Saturday, November 9, 2013

Healthcare: A Republican Alternative

Healthcare is the topic of today. It's likely to remain that way for some time to come. We are learning more and more about the Affordable Care Act, aka Obamacare, while we know little about Republican alternatives. Some question if Republicans have an alternative.

There are some Republican alternatives which range from lifetime health savings accounts to simply letting the free market take over. As long as we have Medicare and other federal insurances we will never have a free market in healthcare, for that reason simply leaving it to the free market isn't a plan. Federal health insurance mandates guidelines for treatment. Medicare is a topic unto itself.

For now let's talk about an answer for when Republicans are ask what do they suggest other than Obamacare and Medicare. People won't settle for broad replies that point to no clear plan. How should a Republican deal with healthcare? The first step would be to remove the federal government from the loop. If we leave such things as Medicare or Medicaid solely to the state that at least removes federal involvement. Even state run insurance leaves some free market because there is competition among the states.

Since 1735 when the first insurance company was started in Charleston, SC, insurance has been a product operated within a state. In 1869 the state of New York appointed the first insurance commissioner. It wasn't until 1944 when SCOTUS got involved and declared through the commerce clause that the federal government could regulate insurance. It wasn't until the 70's that federal insurance began its existence. Employer based insurance began during World War II because of a freeze on wages—again a result of government action. Because companies couldn't lure potential employees with higher wages, they began offering medical insurance. President Lyndon B. Johnson signed the Medicare and Medicaid programs into law in 1965. Since that time medical cost have risen dramatically.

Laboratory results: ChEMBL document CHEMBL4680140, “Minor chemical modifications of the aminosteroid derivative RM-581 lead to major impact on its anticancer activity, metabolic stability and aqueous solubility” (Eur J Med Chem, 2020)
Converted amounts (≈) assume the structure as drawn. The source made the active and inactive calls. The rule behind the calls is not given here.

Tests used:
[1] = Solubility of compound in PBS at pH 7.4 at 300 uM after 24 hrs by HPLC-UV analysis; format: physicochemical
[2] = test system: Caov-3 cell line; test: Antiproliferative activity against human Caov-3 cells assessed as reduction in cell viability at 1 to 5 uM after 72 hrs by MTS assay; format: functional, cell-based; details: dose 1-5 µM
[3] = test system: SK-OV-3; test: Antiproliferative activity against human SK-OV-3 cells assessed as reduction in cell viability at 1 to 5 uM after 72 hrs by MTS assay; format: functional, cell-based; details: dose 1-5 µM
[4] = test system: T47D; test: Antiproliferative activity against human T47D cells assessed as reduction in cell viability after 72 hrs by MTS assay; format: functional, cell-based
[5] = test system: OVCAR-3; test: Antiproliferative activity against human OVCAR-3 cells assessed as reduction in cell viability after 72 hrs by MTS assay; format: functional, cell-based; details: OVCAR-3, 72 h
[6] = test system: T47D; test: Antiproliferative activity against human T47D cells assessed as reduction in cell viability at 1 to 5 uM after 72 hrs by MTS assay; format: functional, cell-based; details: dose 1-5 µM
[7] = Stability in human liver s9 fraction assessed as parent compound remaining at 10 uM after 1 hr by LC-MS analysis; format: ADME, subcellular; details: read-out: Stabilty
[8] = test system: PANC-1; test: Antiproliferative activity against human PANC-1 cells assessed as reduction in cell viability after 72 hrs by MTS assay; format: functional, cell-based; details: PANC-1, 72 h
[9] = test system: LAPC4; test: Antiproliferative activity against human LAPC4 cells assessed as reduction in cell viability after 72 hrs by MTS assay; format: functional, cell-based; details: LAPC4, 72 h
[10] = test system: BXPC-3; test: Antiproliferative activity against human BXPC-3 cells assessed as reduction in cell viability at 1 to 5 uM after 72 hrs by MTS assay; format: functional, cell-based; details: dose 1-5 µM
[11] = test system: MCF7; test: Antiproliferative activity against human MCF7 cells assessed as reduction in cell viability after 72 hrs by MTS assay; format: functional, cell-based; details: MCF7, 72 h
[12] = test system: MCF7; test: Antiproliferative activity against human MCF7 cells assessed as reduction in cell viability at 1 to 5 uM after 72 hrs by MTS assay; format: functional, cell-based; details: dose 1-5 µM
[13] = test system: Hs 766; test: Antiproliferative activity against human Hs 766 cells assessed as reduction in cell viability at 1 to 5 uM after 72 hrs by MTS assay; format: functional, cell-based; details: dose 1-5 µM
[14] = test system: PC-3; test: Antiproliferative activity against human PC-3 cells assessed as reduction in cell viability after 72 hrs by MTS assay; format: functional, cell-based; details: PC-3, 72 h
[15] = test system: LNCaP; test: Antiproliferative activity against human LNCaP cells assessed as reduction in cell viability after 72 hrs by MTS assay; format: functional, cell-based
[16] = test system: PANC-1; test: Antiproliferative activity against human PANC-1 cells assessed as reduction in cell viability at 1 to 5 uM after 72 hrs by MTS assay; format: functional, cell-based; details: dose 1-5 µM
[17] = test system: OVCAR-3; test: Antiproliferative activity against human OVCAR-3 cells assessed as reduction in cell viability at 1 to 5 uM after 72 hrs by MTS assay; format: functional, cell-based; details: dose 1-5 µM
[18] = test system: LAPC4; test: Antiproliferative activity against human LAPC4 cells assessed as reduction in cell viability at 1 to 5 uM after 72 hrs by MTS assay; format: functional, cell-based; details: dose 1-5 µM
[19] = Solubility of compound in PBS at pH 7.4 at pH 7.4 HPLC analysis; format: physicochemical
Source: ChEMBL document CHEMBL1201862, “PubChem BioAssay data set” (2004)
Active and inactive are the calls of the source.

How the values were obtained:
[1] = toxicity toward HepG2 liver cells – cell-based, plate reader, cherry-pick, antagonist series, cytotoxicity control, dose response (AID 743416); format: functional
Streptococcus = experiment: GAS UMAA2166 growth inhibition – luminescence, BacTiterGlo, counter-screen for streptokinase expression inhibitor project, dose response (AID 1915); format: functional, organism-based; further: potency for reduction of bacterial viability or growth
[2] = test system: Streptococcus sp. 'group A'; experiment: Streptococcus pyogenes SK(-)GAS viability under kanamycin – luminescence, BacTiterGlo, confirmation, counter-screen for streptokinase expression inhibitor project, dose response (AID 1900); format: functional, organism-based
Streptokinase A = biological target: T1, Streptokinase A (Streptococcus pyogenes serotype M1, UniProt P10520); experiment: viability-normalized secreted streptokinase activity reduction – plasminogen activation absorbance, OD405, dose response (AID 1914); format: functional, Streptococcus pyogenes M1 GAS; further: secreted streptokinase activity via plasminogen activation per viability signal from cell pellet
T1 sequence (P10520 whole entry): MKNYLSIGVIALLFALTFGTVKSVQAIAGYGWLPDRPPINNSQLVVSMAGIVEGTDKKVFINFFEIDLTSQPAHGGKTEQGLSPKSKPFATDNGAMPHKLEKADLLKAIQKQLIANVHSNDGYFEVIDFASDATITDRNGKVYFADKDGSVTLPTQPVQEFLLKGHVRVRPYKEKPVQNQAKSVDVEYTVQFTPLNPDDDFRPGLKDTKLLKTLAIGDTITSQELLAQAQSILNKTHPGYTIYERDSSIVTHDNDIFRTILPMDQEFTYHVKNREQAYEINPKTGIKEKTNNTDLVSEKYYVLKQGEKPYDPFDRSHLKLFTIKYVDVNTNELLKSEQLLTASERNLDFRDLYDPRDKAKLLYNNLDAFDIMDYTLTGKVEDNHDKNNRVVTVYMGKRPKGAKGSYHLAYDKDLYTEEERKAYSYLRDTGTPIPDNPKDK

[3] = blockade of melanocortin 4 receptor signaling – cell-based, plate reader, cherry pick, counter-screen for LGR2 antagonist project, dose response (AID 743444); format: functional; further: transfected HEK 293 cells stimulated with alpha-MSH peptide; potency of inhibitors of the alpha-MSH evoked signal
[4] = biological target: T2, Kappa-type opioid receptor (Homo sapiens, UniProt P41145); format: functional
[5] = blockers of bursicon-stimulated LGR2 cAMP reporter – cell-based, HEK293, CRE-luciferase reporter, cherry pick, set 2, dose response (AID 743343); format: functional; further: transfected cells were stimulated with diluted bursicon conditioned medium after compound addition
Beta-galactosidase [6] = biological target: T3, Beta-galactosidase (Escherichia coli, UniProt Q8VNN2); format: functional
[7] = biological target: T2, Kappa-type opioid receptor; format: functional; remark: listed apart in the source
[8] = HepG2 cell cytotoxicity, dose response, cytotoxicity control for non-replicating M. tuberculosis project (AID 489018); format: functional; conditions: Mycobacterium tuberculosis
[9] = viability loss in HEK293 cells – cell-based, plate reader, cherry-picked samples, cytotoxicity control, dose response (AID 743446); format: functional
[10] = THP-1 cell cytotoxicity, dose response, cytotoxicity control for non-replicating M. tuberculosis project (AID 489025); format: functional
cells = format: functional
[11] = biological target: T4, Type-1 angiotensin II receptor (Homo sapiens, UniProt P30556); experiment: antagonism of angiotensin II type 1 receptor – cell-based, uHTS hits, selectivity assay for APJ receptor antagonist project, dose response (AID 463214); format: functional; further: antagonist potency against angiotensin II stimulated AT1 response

Today we all know the cost and hassle of medical treatment. In some sense fixing the system is fairly simple, but not as simple as many Republicans make it out to be. We first must look at things that drive up cost. The biggest might be that the medical system is afraid of lawsuits. They must also deal with too many different insurance companies, all making different demands dues to state regulations. Some believe that single payer, socialist style medical care would eliminate many of the problems. It does, but with it also comes a new set of problems, such as low quality treatment. A nation attracts the best and brightest doctors by paying them well. Top level medical equipment is expensive. Research is probably the most expensive tool of them all. For social medicine to work we would have to settle for less than the best in doctors, or even face a shortage. Research money would dry up because there would not be profits like in the past.

The free market and a desire for profits drives competition. It's for this reason the USA has the best medical facilities in the world. Because of federal and state regulations the free market cannot do what it does best, which is breed competition that results in lower prices. We can look back at the old Bell Telephone System. Most families couldn't afford to make a long distance call. Once the monopoly was gone and competing companies took over, long distance rates dropped dramatically. Single payer insurance is simply another monopoly.